29 March 2007

What's In A Word? Part II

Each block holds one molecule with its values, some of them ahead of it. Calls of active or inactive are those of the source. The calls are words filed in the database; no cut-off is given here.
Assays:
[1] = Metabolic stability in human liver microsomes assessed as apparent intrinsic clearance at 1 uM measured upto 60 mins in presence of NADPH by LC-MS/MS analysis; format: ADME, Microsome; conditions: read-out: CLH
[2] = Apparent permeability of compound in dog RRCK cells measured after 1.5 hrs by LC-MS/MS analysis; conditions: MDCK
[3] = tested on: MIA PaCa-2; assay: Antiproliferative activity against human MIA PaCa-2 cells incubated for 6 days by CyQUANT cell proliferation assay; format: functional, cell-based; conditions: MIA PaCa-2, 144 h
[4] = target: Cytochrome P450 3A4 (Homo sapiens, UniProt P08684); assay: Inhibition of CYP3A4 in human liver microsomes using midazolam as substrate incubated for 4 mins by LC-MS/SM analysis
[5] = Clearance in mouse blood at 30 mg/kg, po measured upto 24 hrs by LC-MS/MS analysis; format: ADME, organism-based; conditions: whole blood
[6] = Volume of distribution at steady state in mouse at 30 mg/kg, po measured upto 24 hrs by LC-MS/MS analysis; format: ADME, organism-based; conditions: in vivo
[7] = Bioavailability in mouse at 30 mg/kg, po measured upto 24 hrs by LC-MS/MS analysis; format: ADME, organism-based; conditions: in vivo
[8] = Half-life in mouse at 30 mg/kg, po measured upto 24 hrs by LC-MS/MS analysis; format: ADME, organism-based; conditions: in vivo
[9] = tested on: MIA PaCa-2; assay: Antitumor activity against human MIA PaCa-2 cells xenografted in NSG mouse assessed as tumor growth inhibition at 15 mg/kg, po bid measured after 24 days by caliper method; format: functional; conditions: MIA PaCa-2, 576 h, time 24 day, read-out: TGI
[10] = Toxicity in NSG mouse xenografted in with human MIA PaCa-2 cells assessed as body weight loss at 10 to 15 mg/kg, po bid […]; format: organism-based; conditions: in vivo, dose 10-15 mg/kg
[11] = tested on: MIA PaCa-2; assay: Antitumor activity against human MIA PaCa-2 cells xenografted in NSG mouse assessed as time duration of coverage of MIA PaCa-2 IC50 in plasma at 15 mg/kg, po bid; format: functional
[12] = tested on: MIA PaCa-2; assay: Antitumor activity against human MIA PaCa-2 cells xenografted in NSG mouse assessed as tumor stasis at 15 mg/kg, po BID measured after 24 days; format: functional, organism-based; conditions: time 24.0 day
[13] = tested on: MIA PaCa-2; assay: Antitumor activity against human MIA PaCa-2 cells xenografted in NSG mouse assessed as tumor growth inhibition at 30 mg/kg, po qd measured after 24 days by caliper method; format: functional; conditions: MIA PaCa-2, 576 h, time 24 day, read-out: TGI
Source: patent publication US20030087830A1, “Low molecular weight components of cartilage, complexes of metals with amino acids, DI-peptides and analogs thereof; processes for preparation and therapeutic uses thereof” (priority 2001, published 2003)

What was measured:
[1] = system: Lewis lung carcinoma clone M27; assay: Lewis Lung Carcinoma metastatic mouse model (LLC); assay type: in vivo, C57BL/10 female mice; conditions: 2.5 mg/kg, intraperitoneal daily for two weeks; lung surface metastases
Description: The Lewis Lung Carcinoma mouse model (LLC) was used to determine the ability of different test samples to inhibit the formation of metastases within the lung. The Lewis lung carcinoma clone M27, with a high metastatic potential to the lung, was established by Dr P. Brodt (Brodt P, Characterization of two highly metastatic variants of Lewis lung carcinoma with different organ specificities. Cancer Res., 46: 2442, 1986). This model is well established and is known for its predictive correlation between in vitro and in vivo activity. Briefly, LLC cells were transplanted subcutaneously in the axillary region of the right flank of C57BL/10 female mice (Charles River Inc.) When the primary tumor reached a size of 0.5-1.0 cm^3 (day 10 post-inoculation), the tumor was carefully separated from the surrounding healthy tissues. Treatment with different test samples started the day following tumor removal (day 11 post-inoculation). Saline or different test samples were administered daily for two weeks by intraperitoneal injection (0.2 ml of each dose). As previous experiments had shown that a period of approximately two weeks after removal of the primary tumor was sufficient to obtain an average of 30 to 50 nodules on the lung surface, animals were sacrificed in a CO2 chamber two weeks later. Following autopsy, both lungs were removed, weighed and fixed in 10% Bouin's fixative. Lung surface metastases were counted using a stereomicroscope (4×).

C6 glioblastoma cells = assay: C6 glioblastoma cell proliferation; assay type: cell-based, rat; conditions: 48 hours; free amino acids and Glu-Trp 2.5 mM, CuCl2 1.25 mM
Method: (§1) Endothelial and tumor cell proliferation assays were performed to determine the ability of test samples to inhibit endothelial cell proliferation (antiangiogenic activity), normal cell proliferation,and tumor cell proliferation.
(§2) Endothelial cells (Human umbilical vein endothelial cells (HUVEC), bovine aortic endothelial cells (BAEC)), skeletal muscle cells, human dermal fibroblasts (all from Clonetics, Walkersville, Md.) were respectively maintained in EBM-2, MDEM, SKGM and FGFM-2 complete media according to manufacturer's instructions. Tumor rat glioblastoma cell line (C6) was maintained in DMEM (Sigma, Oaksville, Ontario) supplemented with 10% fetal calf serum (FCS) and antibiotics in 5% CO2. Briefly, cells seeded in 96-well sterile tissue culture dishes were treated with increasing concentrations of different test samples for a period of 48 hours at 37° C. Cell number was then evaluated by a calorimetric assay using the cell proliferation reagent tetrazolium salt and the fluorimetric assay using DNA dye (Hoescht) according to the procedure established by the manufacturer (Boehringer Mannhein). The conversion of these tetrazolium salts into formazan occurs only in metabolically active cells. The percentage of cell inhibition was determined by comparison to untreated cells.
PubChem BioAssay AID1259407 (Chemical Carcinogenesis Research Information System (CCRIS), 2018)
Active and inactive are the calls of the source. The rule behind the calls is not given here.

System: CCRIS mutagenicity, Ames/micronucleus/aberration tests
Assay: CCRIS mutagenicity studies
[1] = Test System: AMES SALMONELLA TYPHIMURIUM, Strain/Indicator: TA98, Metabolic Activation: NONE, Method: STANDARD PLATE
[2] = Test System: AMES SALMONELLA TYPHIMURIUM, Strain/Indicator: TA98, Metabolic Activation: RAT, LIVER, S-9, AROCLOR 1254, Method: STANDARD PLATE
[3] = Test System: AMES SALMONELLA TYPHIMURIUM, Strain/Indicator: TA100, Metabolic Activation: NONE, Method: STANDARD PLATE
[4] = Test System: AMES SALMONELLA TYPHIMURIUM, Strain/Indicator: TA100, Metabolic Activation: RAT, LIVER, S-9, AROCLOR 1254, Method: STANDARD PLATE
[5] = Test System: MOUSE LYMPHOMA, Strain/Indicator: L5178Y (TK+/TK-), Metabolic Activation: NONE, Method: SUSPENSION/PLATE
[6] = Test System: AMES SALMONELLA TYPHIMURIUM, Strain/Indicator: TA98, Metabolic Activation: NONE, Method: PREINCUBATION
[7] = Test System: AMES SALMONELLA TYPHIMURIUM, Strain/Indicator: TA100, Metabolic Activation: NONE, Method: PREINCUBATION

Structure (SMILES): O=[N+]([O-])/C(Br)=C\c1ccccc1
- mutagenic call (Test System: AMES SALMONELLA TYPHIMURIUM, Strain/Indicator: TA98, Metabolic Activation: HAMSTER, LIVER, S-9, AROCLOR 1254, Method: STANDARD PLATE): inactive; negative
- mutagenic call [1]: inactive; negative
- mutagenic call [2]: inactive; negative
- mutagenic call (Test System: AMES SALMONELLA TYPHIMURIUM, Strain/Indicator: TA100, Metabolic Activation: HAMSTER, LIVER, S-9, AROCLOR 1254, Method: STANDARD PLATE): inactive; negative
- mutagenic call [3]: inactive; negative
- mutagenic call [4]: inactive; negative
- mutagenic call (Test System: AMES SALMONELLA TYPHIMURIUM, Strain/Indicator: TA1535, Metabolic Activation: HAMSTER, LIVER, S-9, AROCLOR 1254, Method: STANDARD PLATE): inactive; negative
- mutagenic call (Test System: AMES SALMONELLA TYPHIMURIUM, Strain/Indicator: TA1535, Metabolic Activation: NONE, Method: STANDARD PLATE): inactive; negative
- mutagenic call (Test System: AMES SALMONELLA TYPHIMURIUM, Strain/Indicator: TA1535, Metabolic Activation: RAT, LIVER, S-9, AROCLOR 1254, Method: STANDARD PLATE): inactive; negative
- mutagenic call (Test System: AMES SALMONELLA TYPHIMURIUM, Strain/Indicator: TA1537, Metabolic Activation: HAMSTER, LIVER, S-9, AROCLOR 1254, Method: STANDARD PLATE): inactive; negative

In regards to yesterday’s post, Hayden appears not only to be talking to the Americans, but also to the North Koreans. If the rumors are accurate that DPRK’s Kim Kye Gwan asked USA’s Christopher Hill in New York in March to treat North Korea the way the United States treats India (recognize its nuclear weapons and still cooperate with it), then Hayden may have been offering an answer. By saying North Korea’s nuclear test was not successful and North Korea is not a nuclear power, Hayden has effectively told Pyongyang that the United States has no intention to treat the DPRK like India, reinforcing what Hill told Kim at their New York meeting. Washington does not consider North Korea a nuclear power yet. It will not accept North Korea as a formal nuclear power. This means that, for North Korea, destruction of the existing nuclear devices is a must for diplomatic relations with the United States. And this may be an untenable position for Pyongyang. Meaning that, no matter what progress in thee current round of six party talks, there is little agreement on the ultimate outcome, and trouble is coming – though that trouble may not manifest until the next U.S. president takes office.

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